Bristol Type 192C for BEA

GT6Boy

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I found this on Fleabay the other day- delighted to happen across it. I'd be interested to hear thoughts on the likelihood of this coming to fruition.
I believe BEA were getting cold feet regarding the Rotodyne at this stage and Westland were trying hard to push the Belvedere derivative as a less risky option. Clearly Westland were keen to harness the knowledge and experience gained from the former Bristol Helicopter team at Oldmixon, who had come into the fold through the recent Westland takeover. iirc, the fusalage of one of the Type 173 mk3 airframes was used as a mock-up for the 192C cabin too?
 

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The BEA Bristol 173 is available as an old Dinky Toys from 1960 or so
 

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Are their any large helicopter services in the UK, excluding the oil rig services there seemed to be lots of plans for them in the 50's and 60's but very little seems to have come of it. I have read that there was a plan in the 50's to build a heliport over Victoria Railway station, which obviously didn't come about
 
I would say the chances were probably small for BEA use by 1960, as you say they had Rotodyne to contend with and by then Bristol itself had moved on and was looking at the Type 194 as a more optimised passenger-carrying helicopter.
But this is a very nice find nevertheless, the passenger seating on the sidewalls facing inwards is quite novel for a passenger aircraft - of course passengers in British trains of the time faced each other. I suppose the slightly canted seats were to give a modicum of view outside, would have been pretty claustrophobic I think otherwise.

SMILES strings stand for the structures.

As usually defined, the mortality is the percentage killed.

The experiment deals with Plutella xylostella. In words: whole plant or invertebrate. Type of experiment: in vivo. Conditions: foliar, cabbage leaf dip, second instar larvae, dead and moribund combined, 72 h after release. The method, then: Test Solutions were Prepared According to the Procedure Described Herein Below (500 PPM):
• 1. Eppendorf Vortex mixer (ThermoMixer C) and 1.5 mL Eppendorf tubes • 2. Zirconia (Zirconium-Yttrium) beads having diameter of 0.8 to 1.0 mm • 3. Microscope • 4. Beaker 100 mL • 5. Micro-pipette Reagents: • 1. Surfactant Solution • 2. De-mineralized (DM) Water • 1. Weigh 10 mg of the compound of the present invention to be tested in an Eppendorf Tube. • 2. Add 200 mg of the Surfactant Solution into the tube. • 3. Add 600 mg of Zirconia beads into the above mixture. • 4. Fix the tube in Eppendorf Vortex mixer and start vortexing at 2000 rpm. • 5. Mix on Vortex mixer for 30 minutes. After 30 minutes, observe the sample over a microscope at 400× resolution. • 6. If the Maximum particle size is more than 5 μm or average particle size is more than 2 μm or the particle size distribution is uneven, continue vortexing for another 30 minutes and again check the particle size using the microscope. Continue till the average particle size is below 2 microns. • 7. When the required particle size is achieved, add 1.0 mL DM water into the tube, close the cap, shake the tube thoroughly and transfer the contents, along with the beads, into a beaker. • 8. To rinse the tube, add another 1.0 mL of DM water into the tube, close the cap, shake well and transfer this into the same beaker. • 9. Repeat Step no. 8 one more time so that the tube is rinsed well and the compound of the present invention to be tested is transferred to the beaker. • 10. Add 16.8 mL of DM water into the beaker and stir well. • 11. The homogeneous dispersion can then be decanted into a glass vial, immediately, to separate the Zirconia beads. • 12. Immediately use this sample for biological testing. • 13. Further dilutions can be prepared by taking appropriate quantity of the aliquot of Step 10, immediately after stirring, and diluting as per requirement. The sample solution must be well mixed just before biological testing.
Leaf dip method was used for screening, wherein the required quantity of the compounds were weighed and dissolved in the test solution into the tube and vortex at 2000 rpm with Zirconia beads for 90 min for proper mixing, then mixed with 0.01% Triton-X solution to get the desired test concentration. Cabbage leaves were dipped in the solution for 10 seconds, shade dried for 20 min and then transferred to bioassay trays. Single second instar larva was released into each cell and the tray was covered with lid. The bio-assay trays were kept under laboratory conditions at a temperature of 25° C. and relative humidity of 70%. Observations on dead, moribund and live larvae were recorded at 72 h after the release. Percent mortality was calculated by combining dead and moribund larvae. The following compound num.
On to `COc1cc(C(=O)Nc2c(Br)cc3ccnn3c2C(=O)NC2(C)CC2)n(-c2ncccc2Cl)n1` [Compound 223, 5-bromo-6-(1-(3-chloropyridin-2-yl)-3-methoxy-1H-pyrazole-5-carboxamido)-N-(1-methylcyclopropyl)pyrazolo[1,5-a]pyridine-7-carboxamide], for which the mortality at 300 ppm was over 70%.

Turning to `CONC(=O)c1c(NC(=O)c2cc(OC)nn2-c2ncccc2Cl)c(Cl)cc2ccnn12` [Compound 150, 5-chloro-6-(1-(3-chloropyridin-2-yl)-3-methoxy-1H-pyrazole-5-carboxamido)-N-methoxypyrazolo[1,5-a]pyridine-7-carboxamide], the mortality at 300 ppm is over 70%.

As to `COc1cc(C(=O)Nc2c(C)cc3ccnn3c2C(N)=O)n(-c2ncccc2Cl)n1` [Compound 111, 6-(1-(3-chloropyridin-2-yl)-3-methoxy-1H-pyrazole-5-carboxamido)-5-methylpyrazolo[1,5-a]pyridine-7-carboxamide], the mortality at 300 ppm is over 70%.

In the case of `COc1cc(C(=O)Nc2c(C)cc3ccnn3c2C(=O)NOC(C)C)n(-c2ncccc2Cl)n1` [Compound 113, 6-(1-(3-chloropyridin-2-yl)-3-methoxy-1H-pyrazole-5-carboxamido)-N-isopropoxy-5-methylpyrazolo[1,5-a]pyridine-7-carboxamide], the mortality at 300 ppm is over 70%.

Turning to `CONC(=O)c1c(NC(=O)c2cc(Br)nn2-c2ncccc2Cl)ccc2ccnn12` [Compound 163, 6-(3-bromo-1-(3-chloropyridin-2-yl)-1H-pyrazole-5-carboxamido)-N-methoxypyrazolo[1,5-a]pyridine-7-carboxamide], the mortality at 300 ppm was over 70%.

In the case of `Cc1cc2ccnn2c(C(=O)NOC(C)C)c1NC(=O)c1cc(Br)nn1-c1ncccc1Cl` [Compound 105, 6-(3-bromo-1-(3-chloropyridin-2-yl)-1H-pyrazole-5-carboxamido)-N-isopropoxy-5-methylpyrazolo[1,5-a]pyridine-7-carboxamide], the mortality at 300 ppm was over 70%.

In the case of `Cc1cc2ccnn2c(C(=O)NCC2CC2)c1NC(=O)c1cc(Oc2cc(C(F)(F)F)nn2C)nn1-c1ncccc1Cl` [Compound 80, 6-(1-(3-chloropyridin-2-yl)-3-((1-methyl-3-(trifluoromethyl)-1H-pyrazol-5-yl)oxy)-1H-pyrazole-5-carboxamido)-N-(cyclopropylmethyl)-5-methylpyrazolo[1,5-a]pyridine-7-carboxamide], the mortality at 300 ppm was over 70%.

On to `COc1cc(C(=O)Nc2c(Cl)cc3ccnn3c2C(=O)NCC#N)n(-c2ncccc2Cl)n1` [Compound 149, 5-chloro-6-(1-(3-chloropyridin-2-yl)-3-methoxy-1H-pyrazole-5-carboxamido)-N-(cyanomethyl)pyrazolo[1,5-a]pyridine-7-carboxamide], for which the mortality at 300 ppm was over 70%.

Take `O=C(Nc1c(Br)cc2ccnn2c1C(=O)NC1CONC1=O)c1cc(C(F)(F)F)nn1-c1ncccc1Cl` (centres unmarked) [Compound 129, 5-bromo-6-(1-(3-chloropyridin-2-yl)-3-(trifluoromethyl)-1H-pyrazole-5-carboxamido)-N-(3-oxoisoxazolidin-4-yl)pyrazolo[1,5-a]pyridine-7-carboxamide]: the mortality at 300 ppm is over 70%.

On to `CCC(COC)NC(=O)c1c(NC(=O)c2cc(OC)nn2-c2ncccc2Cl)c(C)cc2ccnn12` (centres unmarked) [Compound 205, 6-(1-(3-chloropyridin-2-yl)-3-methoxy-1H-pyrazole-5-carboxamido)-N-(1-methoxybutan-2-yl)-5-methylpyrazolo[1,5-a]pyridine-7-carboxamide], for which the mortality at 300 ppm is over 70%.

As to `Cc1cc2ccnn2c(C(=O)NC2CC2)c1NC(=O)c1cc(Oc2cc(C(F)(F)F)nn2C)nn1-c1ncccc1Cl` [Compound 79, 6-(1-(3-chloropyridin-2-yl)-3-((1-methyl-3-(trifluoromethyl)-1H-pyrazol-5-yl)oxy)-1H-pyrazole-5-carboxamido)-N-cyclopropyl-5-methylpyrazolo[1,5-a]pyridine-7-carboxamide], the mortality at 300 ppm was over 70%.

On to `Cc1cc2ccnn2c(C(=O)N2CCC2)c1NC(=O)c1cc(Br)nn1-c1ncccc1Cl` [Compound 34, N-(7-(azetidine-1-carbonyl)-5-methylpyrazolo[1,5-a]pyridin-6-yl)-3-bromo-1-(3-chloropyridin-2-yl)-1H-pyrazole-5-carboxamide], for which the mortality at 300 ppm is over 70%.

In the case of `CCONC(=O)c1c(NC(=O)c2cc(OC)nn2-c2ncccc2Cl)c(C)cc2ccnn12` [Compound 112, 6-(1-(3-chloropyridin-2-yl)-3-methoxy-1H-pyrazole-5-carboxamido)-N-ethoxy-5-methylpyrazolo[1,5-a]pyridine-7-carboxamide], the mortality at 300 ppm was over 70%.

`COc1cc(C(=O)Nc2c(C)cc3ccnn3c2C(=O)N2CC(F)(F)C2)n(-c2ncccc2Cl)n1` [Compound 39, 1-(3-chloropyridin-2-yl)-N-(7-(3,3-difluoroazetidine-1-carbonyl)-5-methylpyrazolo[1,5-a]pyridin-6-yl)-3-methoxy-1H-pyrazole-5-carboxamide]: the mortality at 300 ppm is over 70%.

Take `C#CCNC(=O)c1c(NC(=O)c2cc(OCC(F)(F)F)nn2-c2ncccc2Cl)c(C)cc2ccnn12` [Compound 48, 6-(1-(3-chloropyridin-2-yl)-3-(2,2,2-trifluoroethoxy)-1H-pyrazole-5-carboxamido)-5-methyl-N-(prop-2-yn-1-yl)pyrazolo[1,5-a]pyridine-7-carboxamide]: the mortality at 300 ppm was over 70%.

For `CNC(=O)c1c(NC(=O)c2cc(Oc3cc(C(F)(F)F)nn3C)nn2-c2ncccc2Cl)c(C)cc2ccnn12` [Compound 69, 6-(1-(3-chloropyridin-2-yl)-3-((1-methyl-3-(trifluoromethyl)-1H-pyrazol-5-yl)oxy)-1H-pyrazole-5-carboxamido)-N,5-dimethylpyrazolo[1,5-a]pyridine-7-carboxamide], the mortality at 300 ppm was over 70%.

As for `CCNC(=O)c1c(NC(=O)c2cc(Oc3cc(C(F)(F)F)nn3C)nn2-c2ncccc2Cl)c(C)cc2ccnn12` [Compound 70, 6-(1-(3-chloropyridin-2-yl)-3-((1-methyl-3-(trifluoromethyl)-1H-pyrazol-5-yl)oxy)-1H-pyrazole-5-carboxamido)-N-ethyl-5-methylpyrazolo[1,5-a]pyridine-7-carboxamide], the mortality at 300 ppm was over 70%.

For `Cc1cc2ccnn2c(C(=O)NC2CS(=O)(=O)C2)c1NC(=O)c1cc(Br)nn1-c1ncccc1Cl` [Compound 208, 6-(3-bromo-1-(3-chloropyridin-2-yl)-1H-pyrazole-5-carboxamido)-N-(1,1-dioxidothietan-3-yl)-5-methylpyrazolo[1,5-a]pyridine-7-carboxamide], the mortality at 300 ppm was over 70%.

Are their any large helicopter services in the UK, excluding the oil rig services there seemed to be lots of plans for them in the 50's and 60's but very little seems to have come of it. I have read that there was a plan in the 50's to build a heliport over Victoria Railway station, which obviously didn't come about
There was the early use of the former Festival of Britain site on the South Bank as a temporary site from 1952 onwards but I don't think a formal BEA service was ran from there(to and from Heathrow) until 1955. This ran along the length of the Thames, to avid the single types operating over London, as it were. That was culled in 1956. The Westland Heliport at Battersea was opened in 1959.
BEA instigated a surpring number of attempts at Helicopter trunks routes around the country- seems the lessons learned was that this wasn't cost effective as compared to fixed wing operation.
1970 saw a revisiting of a central London Heliport, but that didn't get any further iirc?
 
I would say the chances were probably small for BEA use by 1960, as you say they had Rotodyne to contend with and by then Bristol itself had moved on and was looking at the Type 194 as a more optimised passenger-carrying helicopter.